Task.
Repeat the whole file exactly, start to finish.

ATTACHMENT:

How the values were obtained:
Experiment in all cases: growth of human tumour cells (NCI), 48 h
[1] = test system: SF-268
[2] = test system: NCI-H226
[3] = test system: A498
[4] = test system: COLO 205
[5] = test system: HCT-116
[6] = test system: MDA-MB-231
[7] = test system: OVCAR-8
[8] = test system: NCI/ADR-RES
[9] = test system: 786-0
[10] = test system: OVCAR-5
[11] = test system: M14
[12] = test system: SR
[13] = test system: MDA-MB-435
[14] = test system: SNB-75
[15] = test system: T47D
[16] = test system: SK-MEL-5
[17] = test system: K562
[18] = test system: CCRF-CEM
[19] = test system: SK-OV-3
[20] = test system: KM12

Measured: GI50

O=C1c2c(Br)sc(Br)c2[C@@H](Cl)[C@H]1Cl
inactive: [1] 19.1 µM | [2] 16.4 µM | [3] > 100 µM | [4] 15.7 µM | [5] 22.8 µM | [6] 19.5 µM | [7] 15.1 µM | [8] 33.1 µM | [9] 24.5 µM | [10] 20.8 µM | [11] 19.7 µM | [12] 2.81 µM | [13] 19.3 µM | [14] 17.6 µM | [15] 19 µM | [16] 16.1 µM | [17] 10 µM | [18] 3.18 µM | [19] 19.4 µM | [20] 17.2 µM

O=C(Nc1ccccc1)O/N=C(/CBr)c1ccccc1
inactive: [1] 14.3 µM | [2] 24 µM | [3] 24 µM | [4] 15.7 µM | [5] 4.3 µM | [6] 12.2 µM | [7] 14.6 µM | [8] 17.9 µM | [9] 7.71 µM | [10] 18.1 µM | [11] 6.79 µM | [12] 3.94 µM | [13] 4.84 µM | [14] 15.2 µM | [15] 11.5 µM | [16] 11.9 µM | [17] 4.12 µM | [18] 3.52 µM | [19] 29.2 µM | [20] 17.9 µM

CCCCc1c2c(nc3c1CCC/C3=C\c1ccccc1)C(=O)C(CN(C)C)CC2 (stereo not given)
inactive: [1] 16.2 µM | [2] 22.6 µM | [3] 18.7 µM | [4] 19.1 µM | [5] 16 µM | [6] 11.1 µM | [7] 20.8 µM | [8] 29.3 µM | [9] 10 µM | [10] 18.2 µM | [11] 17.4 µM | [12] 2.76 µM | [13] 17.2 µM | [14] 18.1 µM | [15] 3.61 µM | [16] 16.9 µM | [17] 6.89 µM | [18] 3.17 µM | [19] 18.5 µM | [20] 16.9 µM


How the values were obtained:
Experiment in all cases: growth of human tumour cells (NCI), 48 h
[1] = test system: SF-268
[2] = test system: NCI-H226
[3] = test system: A498
[4] = test system: COLO 205
[5] = test system: HCT-116
[6] = test system: MDA-MB-231
[7] = test system: OVCAR-8
[8] = test system: NCI/ADR-RES
[9] = test system: 786-0
[10] = test system: OVCAR-5
[11] = test system: M14
[12] = test system: SR
[13] = test system: MDA-MB-435
[14] = test system: SNB-75
[15] = test system: T47D
[16] = test system: SK-MEL-5
[17] = test system: K562
[18] = test system: CCRF-CEM
[19] = test system: SK-OV-3
[20] = test system: KM12

Measured: GI50

O=C1c2c(Br)sc(Br)c2[C@@H](Cl)[C@H]1Cl
inactive: [1] 19.1 µM | [2] 16.4 µM | [3] > 100 µM | [4] 15.7 µM | [5] 22.8 µM | [6] 19.5 µM | [7] 15.1 µM | [8] 33.1 µM | [9] 24.5 µM | [10] 20.8 µM | [11] 19.7 µM | [12] 2.81 µM | [13] 19.3 µM | [14] 17.6 µM | [15] 19 µM | [16] 16.1 µM | [17] 10 µM | [18] 3.18 µM | [19] 19.4 µM | [20] 17.2 µM

O=C(Nc1ccccc1)O/N=C(/CBr)c1ccccc1
inactive: [1] 14.3 µM | [2] 24 µM | [3] 24 µM | [4] 15.7 µM | [5] 4.3 µM | [6] 12.2 µM | [7] 14.6 µM | [8] 17.9 µM | [9] 7.71 µM | [10] 18.1 µM | [11] 6.79 µM | [12] 3.94 µM | [13] 4.84 µM | [14] 15.2 µM | [15] 11.5 µM | [16] 11.9 µM | [17] 4.12 µM | [18] 3.52 µM | [19] 29.2 µM | [20] 17.9 µM

CCCCc1c2c(nc3c1CCC/C3=C\c1ccccc1)C(=O)C(CN(C)C)CC2 (stereo not given)
inactive: [1] 16.2 µM | [2] 22.6 µM | [3] 18.7 µM | [4] 19.1 µM | [5] 16 µM | [6] 11.1 µM | [7] 20.8 µM | [8] 29.3 µM | [9] 10 µM | [10] 18.2 µM | [11] 17.4 µM | [12] 2.76 µM | [13] 17.2 µM | [14] 18.1 µM | [15] 3.61 µM | [16] 16.9 µM | [17] 6.89 µM | [18] 3.17 µM | [19] 18.5 µM | [20] 16.9 µM